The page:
Why is this haiku book different from all other haiku books?
For centuries, the Japanese haiku has been one of the world's most dazzling poetic forms. In just three short lines, it captures the sublime beauty of nature--the croak of the bullfrog, the buzzing of the dragonfly, the shriek of the cicada, the scream of the cormorant. Now, with Haikus for Jews, there is finally a collection that celebrates the many advantages of staying indoors.
Inspired by ancient Zen teachings and timeless Jewish noodging, this masterful work is filled with insights that will make you exclaim, "Ah!" or at least "Oy!" Whether you are Jewish or you simply enjoy a good kosher haiku, these chai-kus (so called because of their high chutzpah content) are certain to amuse. What's more, with each poem limited to seventeen syllables, Haikus for Jews is perfect for people in a hurry. Find out why God has made these The Chosen Haikus.
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September 06, 1999
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Excerpt from Haikus for Jews by David M. Bader
Of all the many forms of Jewish-Japanese poetry, the Jewish haiku is perhaps the most sublimely beautiful. Consisting of just seventeen syllables, this little-known style of verse combines the simplicity and elegance of Asian art with the irritability and impatience of Jewish kvetching. Its brief, carefully wrought lines are designed to produce in the reader a "haiku moment"--a sudden, intense realization, such as "So that's it?"
The modern haiku owes its origins to fifteenth-century Japan, where it was first noticed that a seventeen-syllable poem was over much sooner than other poems. After the failure of experiments with eighteen- and nineteen-syllable alternatives ("too bloated"), the haiku was embraced by Zen masters and Samurai warrior monks, who were extremely pressed for time. In keeping with the era's rigid code of Bushido, haiku poets who exceeded the seventeen-syllable limit were given the choice of committing hara-kiri--ritual suicide--or apologizing for being so long-winded.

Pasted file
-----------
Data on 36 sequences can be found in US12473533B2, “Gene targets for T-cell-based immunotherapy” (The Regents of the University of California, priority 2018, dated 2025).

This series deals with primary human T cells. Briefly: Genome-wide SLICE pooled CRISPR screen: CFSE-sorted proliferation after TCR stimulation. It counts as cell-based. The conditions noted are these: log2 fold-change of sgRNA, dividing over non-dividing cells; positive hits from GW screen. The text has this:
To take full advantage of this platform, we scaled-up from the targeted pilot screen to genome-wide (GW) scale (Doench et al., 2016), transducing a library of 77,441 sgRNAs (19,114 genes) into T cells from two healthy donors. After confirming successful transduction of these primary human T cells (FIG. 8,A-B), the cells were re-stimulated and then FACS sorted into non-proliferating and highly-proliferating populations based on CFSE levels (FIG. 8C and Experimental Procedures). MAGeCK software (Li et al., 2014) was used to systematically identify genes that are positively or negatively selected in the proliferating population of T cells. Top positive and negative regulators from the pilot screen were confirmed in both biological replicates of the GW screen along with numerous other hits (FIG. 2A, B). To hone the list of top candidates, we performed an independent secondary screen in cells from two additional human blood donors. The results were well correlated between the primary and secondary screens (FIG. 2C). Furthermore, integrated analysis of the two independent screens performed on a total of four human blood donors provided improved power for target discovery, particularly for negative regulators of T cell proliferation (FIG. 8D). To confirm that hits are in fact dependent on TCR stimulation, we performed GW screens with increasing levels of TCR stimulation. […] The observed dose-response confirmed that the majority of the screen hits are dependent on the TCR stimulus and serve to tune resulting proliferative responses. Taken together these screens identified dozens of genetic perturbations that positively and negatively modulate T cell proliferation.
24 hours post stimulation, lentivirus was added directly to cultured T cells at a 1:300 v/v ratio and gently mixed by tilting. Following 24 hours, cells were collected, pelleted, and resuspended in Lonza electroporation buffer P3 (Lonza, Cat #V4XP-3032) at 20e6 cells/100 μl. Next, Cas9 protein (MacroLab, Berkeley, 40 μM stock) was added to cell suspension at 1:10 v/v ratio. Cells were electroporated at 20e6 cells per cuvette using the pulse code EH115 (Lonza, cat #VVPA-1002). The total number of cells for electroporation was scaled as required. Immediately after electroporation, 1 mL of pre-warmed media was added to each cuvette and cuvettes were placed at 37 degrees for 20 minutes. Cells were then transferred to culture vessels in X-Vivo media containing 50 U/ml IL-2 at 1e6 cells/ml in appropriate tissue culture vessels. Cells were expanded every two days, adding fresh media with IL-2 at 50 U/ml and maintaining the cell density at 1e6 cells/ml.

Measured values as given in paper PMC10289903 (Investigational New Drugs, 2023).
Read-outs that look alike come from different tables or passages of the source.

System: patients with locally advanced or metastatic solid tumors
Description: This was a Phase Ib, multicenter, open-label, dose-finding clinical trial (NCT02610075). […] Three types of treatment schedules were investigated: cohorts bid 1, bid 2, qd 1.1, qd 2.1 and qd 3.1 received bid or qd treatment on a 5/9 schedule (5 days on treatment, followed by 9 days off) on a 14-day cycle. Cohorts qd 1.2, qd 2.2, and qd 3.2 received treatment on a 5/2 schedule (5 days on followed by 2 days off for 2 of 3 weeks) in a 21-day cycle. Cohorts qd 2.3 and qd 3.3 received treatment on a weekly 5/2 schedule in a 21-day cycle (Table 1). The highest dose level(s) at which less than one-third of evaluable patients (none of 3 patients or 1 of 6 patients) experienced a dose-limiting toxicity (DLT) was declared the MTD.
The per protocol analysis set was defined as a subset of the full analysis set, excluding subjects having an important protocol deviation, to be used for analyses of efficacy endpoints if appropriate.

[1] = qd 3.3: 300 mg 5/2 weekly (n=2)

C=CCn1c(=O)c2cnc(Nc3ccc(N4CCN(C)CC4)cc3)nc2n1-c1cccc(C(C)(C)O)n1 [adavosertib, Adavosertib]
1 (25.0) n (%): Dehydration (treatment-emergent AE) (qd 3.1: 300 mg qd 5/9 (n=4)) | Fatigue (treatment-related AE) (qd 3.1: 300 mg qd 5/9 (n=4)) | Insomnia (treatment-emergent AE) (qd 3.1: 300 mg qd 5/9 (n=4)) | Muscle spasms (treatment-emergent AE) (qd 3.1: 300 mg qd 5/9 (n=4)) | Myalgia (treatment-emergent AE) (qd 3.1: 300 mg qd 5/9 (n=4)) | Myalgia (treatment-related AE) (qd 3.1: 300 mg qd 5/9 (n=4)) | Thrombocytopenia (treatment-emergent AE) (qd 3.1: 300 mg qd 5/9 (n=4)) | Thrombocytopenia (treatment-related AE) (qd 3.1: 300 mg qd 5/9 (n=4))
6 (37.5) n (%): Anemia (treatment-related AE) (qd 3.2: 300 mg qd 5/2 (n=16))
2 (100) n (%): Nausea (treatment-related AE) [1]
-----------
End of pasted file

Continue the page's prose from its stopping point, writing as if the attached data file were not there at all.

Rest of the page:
The earliest Jewish haikus were the contribution of the now almost-forgotten Jewish Haiku Mavens. Like the Japanese haiku, the Jewish haiku was typically an untitled work, consisting of three lines of five, seven, and five syllables, respectively. It also had to include a kigo, or "season word," hinting at the time of year. For example, in traditional Japanese haiku, russet could suggest autumn, dragonfly could mean summer, while cherry blossom might connote spring. Similarly, in Jewish haiku, sunblock could signify summer, extra sweater winter, and doing my taxes spring. In Jewish haiku, the season word was sometimes left out entirely and replaced by a "home-furnishings word,"such as broadloom.
Perhaps the most brilliant poet of the Jewish haiku was Sheldon "Sashimi" Lepstein, according to his mother. Lepstein grew up aspiring to be a retainer in the court of the Tokugawa Shogunate. Since he was born on the Upper West Side of Manhattan in 1948, he enrolled in City College instead. There, influenced by such haiku poets as Basho, Issa, and Shiki, he soon found himself drawn to the works of Melvin Weintraub ("Floop, oop! The sound of matzoh balls plunging into boiling chicken broth") and Irving Gittelman ("Pans empty, plates cleared, yet another pot roast is now indigestion").
Lepstein eventually mastered the intricacies of the Jewish haiku himself. Some of his finest efforts, the product of bitter life experience, were even more pointed and concise than traditional haiku, such as his searing one-syllable poem, "Oy!" and his two-syllable epic, "Gevalt!" He is perhaps best remembered today for the melancholy haiku
No fins, no flippers,
the gefilte fish swims with
Though adhering to the traditional format, the haikus in this volume have been made more accessible to meet the needs of Jewish people who may be in a hurry. All syllables have been counted and re-counted by the accounting firm of PricewaterhouseCoopers. The author takes full responsibility for any errors that may have crept in, possibly as a result of proofreading after a heavy meal and feeling a little sleepy.
Jewish triathlon --
gin rummy, then contract bridge,
followed by a nap.
The frost-withered fields
flecked with white chrysanthemums --
Bubbeleh, your scarf.
Shatner and Nimoy
observing Shabbos -- "Scotty,
beam up a minyan."
Shedding its wet skin,
the spritzing seltzer bubble
becomes a Buddha.
eternal soul mate -- must be
Like a bonsai tree,
your terrible posture at
my dinner table.
Lonely mantra of
the Buddhist monk -- "They never
call, they never write."
Sorry I'm not home
to take your call. At the tone
please state your bad news.
From the Hardcover edition.